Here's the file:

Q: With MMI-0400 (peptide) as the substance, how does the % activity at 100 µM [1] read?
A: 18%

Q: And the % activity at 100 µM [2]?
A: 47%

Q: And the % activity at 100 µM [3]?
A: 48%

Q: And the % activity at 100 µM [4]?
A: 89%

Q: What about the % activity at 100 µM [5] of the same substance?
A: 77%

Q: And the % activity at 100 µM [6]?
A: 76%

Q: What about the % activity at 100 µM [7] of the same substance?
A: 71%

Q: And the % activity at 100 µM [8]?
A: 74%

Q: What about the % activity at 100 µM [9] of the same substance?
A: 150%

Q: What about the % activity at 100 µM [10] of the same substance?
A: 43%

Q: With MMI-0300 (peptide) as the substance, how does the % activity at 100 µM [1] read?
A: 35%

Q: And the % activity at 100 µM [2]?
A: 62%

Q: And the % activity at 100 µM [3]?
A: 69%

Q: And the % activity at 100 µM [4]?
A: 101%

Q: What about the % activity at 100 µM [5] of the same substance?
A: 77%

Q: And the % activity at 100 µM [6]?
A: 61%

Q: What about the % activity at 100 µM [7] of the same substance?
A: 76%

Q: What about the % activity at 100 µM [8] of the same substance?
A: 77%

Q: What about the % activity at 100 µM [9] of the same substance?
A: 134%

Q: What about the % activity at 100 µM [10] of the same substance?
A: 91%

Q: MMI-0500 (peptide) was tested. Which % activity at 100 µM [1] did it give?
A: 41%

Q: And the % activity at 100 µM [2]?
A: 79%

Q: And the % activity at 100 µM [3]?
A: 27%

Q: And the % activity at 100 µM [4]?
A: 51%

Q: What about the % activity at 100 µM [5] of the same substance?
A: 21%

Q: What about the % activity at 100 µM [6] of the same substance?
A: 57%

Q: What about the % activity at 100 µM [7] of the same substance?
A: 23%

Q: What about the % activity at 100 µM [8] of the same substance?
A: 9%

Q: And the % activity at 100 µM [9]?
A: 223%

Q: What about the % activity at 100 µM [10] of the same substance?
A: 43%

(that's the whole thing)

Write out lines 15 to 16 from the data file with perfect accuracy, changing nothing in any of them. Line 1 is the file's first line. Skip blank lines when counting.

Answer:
Q: And the % activity at 100 µM [8]?
A: 74%